The Case for Redemptive-Historical Preaching
A false dichotomy often lies at the heart of much Bible study, teaching, and preaching that pits the Old Testament against the New Testament. In this scenario, the Old is touted as being centered exclusively on God’s covenant of works while the New is centered exclusively on God’s covenant of grace. This, however, is simply not true. Throughout the Old Testament, as redemptive history unfolds, God’s grace is evident. From the protoevangelium (Gen. 3:15) to the water from the rock at Horeb (Ex. 17:6), God’s grace toward his elect is declared. Regarding God’s grace throughout redemptive history, David Murray states:
. . . the Sinai covenant painted pictures of grace. The moral law of Exodus 20 was preceded by the grace of the Passover Lamb, concluded by the covenant ratification sacrifices, and followed by the gracious provision and acceptance of the sacrificial lambs in the ceremonial law. God book-ended the obedience He required with multiple-picture sermons of the coming suffering Savior.
Given that God’s grace abounded to his people throughout the entire Old Testament (founded upon the future sacrifice of his Son, cf. Rom. 3:23-26), the argument in favor of redemptive-historical preaching for the modern preacher is strengthened. If, as is argued here, Christ is the fountainhead of grace in the Old Testament and is present and active throughout the unfolding drama of redemption, it behooves the modern exegete to accurately divide the text in such a way that Christ is exalted. Murray also states:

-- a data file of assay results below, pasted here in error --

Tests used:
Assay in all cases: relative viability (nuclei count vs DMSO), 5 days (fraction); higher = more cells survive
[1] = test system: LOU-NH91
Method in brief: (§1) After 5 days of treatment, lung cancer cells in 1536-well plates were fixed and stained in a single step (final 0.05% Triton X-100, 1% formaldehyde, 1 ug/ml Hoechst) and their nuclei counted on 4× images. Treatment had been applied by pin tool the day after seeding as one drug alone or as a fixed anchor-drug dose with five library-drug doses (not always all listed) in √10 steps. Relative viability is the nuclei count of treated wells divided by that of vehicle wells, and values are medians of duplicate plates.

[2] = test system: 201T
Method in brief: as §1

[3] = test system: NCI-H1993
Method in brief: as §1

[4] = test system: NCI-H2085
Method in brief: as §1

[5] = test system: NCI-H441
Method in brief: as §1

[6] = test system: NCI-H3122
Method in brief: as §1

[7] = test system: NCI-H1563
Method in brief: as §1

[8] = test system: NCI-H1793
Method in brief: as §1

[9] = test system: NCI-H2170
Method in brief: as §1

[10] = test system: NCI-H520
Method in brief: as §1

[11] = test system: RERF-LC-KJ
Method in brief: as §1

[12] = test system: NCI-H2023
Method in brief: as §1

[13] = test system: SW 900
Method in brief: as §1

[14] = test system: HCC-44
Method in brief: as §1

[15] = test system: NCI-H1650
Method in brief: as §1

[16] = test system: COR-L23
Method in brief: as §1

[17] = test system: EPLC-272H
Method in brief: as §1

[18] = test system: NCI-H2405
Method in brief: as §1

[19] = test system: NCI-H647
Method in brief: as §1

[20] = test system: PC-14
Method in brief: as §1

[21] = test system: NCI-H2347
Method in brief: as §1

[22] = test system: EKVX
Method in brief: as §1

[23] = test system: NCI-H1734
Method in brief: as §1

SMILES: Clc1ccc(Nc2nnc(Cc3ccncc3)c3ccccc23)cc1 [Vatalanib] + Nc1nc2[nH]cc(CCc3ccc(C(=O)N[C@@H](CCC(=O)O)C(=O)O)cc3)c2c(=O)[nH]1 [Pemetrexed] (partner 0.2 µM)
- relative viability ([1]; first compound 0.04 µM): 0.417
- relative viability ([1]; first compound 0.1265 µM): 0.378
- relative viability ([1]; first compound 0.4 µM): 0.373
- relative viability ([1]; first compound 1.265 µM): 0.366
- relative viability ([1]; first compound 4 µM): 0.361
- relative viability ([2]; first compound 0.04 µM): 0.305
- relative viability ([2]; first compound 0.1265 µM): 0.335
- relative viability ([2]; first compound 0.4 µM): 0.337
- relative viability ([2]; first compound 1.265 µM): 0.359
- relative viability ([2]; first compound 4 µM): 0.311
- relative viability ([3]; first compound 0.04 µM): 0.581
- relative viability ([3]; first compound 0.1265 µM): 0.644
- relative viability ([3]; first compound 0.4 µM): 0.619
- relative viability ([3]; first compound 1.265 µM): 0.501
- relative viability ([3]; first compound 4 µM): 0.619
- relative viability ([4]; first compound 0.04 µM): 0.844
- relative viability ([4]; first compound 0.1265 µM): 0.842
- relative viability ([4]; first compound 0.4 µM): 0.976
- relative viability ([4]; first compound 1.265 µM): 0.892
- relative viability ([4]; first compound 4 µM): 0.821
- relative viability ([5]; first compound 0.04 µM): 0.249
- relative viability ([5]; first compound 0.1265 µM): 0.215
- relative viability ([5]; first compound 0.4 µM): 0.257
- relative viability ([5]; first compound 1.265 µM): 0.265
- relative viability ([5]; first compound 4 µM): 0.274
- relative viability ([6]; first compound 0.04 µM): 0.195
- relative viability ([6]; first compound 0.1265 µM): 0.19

Instead of viewing redemptive history as beginning with Christ, redemptive historical preaching shows that God has been acting redemptively from the beginning of history, and that he had the end in view from the beginning.
Modern preachers should not only engage in redemptive-historical preaching because of the progressive nature of redemptive history, but also because Christ himself utilized this hermeneutic. On the road to Emmaus, Jesus employed a redemptive-historical perspective as he interpreted the Old Testament for his beleaguered followers: “And beginning with Moses and all the Prophets, he interpreted to them in all the Scriptures the things concerning himself” (Lk. 24:27, emphasis added). Clearly, Jesus himself saw the totality of the Old Testament as being centered upon his life, death, and resurrection. From the post-Calvary perspective of the modern preacher, pointing to Christ in the same Old Testament that Jesus used should be a delightful duty. Thomas Murphy stridently defends such a Christ-centered hermeneutic:
A sermon which does not in some way contain the salvation of Christ cannot with any propriety be called a gospel sermon. It may be so impressive as to awaken deep interest, or so beautiful as to please, or even such a high moral tone as to cultivate and refine, but it is not the gospel, for the publishing of which all preaching was appointed.
Jesus concluded his preaching of himself to his disciples by saying, “These are my words that I spoke to you while I was still with you, that everything written about me in the Law of Moses and the Prophets and the Psalms must be fulfilled (Lk. 24:44). According to Christ himself, the entire Old Testament bears witness to him, the Messiah. Although consideration must be given to the historical, cultural, and chronological elements of an Old Testament text, the modern preacher may confidently seek to find Christ (i.e., type, theophany, symbol, etc.) in every passage.
 Murray, Jesus on Every Page, 29. Ibid.  Thomas Murphy, quoted by Brian Borgman in The Message We Preach (Unpublished lecture manuscript, n.d.), 6.